Journal Information
Vol. 56. Issue 5.
Pages 340 (May 2020)
Letter to the Editor
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Primary and secondary prevention strategies to reduce the impact of lung cancer in women: where are we now and where are we going?
Estrategias de prevención primaria y secundaria para reducir el impacto del cáncer de pulmón en las mujeres: ¿dónde nos encontramos y hacia dónde vamos?
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Adrián González-Marróna, Juan Carlos Martín-Sáncheza, Nuria Matilla-Santandera, Àurea Cartanyà-Huesoa, Jose M. Martínez-Sáncheza,
Corresponding author
jmmartinez@uic.es

Corresponding author.
a Group of Evaluation of Health Determinants and Health Policies, Universitat Internacional de Catalunya, Sant Cugat del Vallès, Spain
Ferrán Garcia-Alemanyb, Encarna Martínez-Martínb, Carmen Vidalb, Montse Garcíab
b Screening Cancer Unit, Cancer Prevention and Control Program, Institut Català d’Oncologia, L'Hospitalet de Llobregat, Barcelona, Spain
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To the Editor:

We have read with interest the letter entitled “Promotion of anti-smoking strategies as the most effective and efficient way to reduce lung cancer (and other diseases)”,1 replying to our recently published article.2 We would like to comment on the discrepancies perceived by the authors of this letter in our study.

The provisional nature of the NELSON trial results and the female cohort size, already discussed in our work, do not limit the possibility of applying the criteria used in the NELSON trial to our study sample to carry out a basically descriptive analysis identifying women who are at high risk of developing lung cancer. We believe that using the inclusion criteria of the 2 major trials that have demonstrated benefit in reducing lung cancer mortality (NLST and NELSON) provides 2 plausible, albeit preliminary, sets of results, differentiated by the sensitivity of these criteria.

We agree that the evidence seems to indicate that the use of risk prediction models3 may be more effective than simplified criteria for identifying high-risk individuals. However, population cancer screening programs recommended in the European Union (EU) (colorectal, breast, and cervical) tend to employ strategies that are much closer to the use of simplified criteria, probably because they are easier to implement. We also agree with the authors when they say that the implementation of lung cancer screening programs is a highly controversial and polemic topic,4,5 but we believe that our observations are appropriate in this context of uncertainty. Clearly, if the NLST and NELSON trials had shown a net lack of effectiveness for low-dose computed tomography, our conclusions would not make sense.

Finally, the authors claim that we should have underlined the opportunity cost of screening compared to smoking cessation treatments, as well as placing more emphasis on tobacco control strategies. We are surprised by this comment, given that the introduction of our article mentions the cost of lung cancer screening compared to smoking cessation interventions.5 Furthermore, in our conclusion we argue that “smoking cessation should be promoted within breast cancer screening programs, taking advantage of the situation as a teachable moment…” As authors of this study, we maintain that support for the implementation of comprehensive tobacco control policies must continue.6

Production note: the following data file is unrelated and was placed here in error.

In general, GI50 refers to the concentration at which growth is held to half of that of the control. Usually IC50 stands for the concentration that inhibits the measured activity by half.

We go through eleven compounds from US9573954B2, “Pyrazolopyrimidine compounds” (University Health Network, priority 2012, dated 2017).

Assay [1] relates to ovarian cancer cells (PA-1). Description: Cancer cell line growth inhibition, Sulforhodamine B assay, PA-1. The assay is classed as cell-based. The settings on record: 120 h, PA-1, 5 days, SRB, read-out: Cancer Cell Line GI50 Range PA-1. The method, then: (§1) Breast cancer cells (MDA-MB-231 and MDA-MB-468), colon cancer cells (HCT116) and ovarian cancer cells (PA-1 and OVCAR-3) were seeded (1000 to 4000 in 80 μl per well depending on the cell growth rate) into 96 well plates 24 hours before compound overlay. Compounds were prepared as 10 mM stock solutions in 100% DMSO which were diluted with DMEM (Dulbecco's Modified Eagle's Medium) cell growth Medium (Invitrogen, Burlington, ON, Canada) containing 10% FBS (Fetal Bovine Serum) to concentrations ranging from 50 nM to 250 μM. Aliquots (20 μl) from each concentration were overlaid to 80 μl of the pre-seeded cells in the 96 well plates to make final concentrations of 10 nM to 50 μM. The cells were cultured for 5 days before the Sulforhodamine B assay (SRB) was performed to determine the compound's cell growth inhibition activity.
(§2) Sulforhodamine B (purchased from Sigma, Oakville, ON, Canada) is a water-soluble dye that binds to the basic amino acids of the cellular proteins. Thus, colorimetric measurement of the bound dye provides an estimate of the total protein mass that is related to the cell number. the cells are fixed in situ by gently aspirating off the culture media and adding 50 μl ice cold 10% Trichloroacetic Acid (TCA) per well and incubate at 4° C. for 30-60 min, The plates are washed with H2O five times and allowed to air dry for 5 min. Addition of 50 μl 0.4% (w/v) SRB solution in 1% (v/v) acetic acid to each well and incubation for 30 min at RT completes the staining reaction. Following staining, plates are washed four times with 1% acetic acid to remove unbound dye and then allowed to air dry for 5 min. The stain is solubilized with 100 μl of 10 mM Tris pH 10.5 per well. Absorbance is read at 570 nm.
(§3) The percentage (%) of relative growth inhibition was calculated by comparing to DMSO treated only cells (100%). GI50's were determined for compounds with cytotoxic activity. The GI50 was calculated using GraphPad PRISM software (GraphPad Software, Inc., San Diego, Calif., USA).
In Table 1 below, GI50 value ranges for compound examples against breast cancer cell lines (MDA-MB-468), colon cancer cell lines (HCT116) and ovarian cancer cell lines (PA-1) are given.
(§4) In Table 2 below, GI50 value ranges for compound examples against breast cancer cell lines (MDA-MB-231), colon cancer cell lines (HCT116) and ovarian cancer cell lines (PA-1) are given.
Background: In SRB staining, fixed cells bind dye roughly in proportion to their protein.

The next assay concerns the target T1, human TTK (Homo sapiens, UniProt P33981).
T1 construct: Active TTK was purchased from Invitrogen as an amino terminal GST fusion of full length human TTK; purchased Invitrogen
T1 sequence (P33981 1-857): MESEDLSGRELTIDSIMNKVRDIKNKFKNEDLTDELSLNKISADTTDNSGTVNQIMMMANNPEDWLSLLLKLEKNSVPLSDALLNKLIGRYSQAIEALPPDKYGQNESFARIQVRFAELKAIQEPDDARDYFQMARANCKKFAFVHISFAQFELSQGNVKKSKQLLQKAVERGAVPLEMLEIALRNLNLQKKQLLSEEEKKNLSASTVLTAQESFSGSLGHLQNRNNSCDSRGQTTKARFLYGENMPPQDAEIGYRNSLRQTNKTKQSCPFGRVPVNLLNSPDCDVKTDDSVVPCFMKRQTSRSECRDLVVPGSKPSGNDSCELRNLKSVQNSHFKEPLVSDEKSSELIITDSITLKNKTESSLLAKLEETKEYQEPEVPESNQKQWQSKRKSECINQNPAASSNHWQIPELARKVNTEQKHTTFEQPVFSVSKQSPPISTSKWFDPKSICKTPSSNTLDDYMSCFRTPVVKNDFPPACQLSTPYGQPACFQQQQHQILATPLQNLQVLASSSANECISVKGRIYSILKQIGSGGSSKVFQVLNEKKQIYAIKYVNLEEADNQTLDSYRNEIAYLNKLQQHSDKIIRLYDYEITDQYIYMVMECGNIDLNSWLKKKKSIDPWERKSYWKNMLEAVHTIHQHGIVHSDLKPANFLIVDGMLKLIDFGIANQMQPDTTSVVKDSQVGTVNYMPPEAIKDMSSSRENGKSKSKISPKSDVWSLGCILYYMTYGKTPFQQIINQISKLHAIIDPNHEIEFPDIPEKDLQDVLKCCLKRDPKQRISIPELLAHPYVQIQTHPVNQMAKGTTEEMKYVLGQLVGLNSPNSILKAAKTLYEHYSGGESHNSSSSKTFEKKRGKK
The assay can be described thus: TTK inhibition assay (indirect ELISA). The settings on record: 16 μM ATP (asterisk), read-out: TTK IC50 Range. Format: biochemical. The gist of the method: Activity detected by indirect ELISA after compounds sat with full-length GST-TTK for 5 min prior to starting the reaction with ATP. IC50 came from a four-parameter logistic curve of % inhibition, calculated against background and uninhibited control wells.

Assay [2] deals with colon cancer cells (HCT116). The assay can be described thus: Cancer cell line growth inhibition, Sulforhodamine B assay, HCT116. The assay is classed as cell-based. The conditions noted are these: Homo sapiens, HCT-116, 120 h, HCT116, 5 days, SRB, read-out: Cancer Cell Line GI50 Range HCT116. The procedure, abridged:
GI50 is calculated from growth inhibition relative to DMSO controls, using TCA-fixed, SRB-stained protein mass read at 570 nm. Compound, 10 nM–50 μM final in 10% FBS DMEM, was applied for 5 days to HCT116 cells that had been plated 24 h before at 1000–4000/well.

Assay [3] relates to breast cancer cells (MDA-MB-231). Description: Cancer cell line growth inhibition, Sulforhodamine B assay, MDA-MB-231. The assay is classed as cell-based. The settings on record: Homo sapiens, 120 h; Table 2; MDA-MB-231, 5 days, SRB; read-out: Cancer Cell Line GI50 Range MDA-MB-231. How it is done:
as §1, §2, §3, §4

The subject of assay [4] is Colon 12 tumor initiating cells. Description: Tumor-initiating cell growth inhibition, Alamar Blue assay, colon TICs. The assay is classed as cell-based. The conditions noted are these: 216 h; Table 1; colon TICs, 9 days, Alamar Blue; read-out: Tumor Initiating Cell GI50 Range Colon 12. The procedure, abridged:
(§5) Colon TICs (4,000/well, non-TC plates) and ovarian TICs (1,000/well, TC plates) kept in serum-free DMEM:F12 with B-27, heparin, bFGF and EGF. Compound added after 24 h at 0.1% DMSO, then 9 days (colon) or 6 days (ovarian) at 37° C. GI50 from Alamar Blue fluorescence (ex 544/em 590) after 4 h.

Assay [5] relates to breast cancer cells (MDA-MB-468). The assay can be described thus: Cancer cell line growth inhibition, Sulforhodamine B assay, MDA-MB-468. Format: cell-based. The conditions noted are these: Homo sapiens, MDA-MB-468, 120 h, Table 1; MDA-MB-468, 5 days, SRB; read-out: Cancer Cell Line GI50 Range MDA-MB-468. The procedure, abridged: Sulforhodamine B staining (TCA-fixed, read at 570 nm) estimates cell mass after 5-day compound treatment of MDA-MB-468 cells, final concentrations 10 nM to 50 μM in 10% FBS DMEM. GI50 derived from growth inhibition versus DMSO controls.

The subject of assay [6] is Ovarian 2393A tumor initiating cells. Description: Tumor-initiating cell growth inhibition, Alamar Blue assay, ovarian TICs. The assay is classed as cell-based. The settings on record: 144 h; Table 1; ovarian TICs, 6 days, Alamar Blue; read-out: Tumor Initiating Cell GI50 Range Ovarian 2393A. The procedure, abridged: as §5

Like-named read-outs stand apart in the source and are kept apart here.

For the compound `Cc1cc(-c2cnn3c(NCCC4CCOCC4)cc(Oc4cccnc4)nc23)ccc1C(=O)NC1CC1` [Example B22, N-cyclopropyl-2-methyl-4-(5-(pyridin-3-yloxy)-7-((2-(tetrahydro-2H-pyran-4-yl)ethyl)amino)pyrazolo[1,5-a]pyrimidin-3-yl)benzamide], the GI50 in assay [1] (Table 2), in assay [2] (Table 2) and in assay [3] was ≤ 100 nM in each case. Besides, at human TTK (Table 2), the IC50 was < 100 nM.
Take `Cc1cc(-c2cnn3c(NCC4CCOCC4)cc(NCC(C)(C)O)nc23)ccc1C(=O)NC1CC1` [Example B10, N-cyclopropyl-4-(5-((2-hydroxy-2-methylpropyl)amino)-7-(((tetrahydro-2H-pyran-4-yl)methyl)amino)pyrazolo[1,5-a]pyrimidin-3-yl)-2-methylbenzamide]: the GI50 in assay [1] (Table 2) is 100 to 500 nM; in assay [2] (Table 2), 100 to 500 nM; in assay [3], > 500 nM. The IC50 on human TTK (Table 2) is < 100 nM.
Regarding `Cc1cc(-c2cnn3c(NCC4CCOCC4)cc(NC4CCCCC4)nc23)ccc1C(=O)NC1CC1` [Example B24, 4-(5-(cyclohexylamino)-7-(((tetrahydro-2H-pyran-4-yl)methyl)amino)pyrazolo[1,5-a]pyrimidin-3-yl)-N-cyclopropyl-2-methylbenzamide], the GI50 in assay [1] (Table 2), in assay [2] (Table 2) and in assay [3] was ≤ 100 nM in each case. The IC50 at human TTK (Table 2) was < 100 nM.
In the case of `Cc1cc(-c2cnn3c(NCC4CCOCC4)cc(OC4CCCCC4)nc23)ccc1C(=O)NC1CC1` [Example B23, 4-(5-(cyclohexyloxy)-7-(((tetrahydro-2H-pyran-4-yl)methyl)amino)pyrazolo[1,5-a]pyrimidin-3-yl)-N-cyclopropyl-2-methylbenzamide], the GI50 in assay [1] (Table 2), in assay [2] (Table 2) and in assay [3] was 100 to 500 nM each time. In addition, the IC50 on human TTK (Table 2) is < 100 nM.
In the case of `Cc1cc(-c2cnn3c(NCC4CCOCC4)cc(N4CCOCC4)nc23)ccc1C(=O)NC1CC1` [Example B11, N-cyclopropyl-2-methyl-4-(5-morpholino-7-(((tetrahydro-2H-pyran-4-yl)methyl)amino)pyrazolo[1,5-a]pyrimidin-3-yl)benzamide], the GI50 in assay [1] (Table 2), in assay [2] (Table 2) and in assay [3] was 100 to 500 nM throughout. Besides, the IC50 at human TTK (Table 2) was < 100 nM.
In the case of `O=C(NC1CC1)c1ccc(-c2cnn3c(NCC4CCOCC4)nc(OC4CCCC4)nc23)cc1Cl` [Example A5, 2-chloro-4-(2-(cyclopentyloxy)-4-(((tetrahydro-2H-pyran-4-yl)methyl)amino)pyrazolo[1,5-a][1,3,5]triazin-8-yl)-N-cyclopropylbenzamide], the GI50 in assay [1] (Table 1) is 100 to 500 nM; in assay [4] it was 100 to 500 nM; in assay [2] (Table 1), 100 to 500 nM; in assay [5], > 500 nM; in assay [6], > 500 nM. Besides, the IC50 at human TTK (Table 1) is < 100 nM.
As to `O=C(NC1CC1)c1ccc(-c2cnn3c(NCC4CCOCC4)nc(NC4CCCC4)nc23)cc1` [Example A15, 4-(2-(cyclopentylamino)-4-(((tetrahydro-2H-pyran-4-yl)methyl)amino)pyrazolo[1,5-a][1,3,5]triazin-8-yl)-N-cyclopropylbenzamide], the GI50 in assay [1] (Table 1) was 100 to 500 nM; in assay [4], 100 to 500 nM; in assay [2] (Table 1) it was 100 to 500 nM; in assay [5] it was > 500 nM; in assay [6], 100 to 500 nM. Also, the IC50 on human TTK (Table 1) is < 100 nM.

In short, there is a broad consensus on the higher effectiveness and efficiency of smoking cessation compared to lung cancer screening, a consensus to which we subscribe. However, we are not indifferent to other positions proposed in the EU,4 nor to addressing complex questions, such as what to offer to high-risk former smokers. In this regard, we believe that the work of a researcher, particularly in public health, is most relevant when it is one step ahead of political decision-making.

References
[1]
A. Ruano-Ravina, M. Provencio-Pulla, J.A. Fernández-Villar.
Fomento de lasestrategias antitabaco como la manera más efectiva y eficiente de redu-cir el cáncer de pulmón (y otras enfermedades).
[2]
A. González-Marrón, J.C. Martín-Sánchez, F. Garcia-Alemany, E. Martínez-Martín, N. Matilla-Santander, À Cartanyà-Hueso, et al.
Estimation of the risk of lung cancer in women participating in a population-based breast cancer screening program.
[3]
E.P. Gray, M.D. Teare, J. Stevens, R. Archer.
Risk prediction models for lung cancer: a systematic review.
Clin Lung Cancer, 17 (2016), pp. 95-106
[4]
M. Oudkerk, A. Devaraj, R. Vliegenthart, T. Henzler, H. Prosch, C.P. Heussel, et al.
European position statement on lung cancer screening.
Lancet Oncol, 18 (2017), pp. e754-e766
[5]
A. Ruano-Ravina, M. Pérez-Ríos, P. Casàn-Clará, M. Provencio-Pulla.
Low-dose CT for lung cancer screening.
Lancet Oncol, 19 (2018), pp. e131-2
[6]
A. González-Marrón, J.C. Martín-Sánchez, J.M. Martínez-Sánchez.
Tobacco control - protecting future generations’ lungs.
Expert Rev Respir Med, 13 (2019), pp. 593-595

Please cite this article as: González-Marrón A, Martín-Sánchez J C, Garcia-Alemany F, Martínez-Martín E, Matilla-Santander N, Cartanyà-Hueso À et al. Estrategias de prevención primaria y secundaria para reducir el impacto del cáncer de pulmón en las mujeres: ¿dónde nos encontramos y hacia dónde vamos? Arch Bronconeumol. 2020;56:340.

Copyright © 2020. SEPAR
Archivos de Bronconeumología

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